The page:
“Watch out, Mole Man! The Thing is comin’ for ya!”
The Thing is tracking down the Mole Man through the hole in the house that the Fantastic Four almost bought some time back. Meanwhile, Johnny is reminiscing and after running into the Baxter Building’s landlord who tells him of Ben’s plans, he contacts Reed and Sue and together they set out to track him down. However, Ben has come across the formidable Kala, apparent queen of an off-shoot of the Atlantean race that lives underground, instead of under the water. She tricks The Thing into a trap and the Mole Man appears to gloat over his gullibility and tell him of his plans to burn the surface of the earth by creating a giant pump to spew molten lava all over the planet. The Thing escapes the electrified net that he is held in, but it leaves with him the strange effect of making him appear to be an underground monster to anyone who looks at him. It is then that he comes across the rest of the FF, and the Human Torch immediately blasts him.
This is another middling issue, which is annoying because Roy Thomas showed so much promise in issue 119. The plot is very plodding and unsatisfactorily paced. The Mole Man’s motives are extremely weak, and his plan has obvious holes in it — doesn’t he need to breathe oxygen? How can he do that if he burns all vegetation? Kala is an interesting and novel character and should have been made good use of, but isn’t. Added to this, Ben Grimm is so foolhardy in always rushing into things that it’s completely unsurprising that he is thwarted at every turn, since he only has himself to blame for acting like an idiot. This is a double letdown — the lack of powerful villains and a powerful hero. There is therefore no depth of conflict and thus the entire issue lacks teeth.
Sue, it seems, marginally avoids being sidelined. We come in halfway on the only partially interesting conversation in the whole book, as she’s fighting Reed to allow her to come and join the rescue attempt for Ben. This seems a very conscious statement from Thomas against the continual marginalizing of Sue that was constant in the mid- to late period of the Stan Lee run. It’s basically a guarantee that Sue will be involved in a lot more adventures than previous, and that’s encouraging.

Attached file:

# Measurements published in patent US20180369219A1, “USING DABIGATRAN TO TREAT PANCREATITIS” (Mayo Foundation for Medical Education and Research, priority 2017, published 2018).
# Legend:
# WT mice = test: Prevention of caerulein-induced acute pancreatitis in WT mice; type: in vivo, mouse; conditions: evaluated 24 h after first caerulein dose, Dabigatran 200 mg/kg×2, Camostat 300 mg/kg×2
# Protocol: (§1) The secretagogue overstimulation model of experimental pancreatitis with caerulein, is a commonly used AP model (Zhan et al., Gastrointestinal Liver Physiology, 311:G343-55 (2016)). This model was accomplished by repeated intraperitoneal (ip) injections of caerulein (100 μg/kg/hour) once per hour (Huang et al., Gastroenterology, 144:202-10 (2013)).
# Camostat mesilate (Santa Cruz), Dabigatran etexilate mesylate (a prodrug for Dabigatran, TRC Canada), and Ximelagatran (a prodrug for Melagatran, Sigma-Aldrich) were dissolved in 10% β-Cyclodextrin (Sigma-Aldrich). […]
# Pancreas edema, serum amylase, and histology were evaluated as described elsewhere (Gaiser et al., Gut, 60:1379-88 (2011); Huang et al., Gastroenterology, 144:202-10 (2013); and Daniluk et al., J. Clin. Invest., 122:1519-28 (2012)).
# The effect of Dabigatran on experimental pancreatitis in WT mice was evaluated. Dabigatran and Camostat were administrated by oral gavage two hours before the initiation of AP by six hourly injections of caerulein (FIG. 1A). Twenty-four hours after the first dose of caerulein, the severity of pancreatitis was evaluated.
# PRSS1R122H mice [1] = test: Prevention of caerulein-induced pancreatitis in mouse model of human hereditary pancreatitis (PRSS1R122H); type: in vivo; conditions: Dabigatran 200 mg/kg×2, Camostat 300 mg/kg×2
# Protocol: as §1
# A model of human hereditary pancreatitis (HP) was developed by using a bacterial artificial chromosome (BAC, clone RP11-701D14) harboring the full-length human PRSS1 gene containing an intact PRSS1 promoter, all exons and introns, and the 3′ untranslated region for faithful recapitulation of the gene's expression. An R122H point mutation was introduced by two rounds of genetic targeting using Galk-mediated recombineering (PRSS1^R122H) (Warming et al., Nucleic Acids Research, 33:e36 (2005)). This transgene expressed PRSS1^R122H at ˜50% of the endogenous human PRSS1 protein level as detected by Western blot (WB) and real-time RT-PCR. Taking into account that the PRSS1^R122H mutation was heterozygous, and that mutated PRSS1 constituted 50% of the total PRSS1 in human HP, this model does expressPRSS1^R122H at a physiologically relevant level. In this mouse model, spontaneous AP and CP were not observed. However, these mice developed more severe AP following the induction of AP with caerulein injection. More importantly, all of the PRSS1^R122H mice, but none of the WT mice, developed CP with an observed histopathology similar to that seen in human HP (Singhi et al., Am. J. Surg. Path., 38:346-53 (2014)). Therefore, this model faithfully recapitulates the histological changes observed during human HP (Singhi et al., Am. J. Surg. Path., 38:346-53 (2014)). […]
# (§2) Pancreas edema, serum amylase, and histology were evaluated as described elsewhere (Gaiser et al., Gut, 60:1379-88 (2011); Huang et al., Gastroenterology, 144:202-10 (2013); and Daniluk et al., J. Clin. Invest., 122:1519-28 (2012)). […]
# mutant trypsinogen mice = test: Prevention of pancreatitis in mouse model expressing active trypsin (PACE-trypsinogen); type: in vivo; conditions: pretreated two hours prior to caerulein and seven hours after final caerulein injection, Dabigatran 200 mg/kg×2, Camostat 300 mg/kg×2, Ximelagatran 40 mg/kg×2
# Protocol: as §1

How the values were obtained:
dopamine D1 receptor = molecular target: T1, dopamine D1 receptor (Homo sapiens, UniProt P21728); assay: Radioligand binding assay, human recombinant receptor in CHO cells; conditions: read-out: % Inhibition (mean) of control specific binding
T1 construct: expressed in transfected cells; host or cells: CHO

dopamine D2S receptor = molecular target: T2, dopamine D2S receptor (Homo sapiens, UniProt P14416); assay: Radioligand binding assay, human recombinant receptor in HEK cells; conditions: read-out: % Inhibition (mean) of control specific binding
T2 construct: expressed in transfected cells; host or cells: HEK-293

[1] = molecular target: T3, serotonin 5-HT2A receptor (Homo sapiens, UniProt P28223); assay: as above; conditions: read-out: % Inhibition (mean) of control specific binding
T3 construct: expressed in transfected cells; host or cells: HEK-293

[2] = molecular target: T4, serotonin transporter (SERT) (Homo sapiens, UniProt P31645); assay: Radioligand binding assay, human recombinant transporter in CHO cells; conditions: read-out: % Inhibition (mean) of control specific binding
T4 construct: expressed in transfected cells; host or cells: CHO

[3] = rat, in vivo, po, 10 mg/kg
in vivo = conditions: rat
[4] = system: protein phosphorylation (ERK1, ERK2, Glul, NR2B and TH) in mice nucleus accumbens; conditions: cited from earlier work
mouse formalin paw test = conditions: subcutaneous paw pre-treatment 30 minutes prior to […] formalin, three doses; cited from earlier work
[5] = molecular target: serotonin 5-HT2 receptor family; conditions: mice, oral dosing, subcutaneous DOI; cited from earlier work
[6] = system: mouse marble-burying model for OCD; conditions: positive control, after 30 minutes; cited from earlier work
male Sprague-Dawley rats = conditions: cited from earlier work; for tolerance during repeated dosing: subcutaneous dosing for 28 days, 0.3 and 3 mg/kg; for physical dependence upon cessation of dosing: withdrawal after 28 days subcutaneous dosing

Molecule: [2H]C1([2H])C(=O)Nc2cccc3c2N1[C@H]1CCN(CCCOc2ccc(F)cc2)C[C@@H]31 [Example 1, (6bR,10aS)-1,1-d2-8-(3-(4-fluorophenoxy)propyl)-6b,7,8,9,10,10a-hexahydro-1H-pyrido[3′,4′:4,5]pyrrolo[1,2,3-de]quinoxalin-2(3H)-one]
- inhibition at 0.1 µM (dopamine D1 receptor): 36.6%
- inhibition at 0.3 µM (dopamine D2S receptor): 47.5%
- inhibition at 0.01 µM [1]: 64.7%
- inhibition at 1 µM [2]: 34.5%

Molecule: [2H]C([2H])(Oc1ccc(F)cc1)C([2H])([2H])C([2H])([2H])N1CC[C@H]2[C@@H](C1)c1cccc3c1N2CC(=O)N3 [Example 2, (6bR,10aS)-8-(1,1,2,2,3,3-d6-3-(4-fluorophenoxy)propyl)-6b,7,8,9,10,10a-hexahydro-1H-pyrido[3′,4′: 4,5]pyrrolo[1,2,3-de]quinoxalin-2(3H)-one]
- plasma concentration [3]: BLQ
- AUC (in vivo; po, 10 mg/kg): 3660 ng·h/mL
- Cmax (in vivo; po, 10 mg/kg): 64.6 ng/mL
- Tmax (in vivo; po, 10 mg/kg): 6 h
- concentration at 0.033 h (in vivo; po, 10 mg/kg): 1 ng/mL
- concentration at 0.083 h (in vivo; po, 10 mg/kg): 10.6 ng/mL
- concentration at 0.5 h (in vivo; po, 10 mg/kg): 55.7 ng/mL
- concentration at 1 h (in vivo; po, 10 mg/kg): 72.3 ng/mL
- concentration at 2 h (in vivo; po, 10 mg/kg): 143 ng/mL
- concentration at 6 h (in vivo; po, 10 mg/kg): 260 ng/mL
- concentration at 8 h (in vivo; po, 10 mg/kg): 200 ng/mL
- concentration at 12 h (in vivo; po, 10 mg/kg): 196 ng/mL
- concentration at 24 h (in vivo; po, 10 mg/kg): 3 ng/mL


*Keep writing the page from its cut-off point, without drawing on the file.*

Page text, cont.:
Added to this are two needless frivolities. I’m not sure exactly why the Baxter Building’s landlord, Collins, keeps popping up, but if it’s for comic effect, it is woefully misjudged. Three out of the four members of the FF have physically intimidated him, and they always seem like bullies when they do so. In this issue, Johnny Storm sets fire to a legal court order. Not exactly a great example for the kiddies. The second is the very annoyingly improbable twist of having Ben appear differently to his team by changing the electrical charge of his aura, and we are left with a very mediocre issue, which is a shame because the elements are all here for a good tale, just more attention had to be paid to character motivation and narrative invention.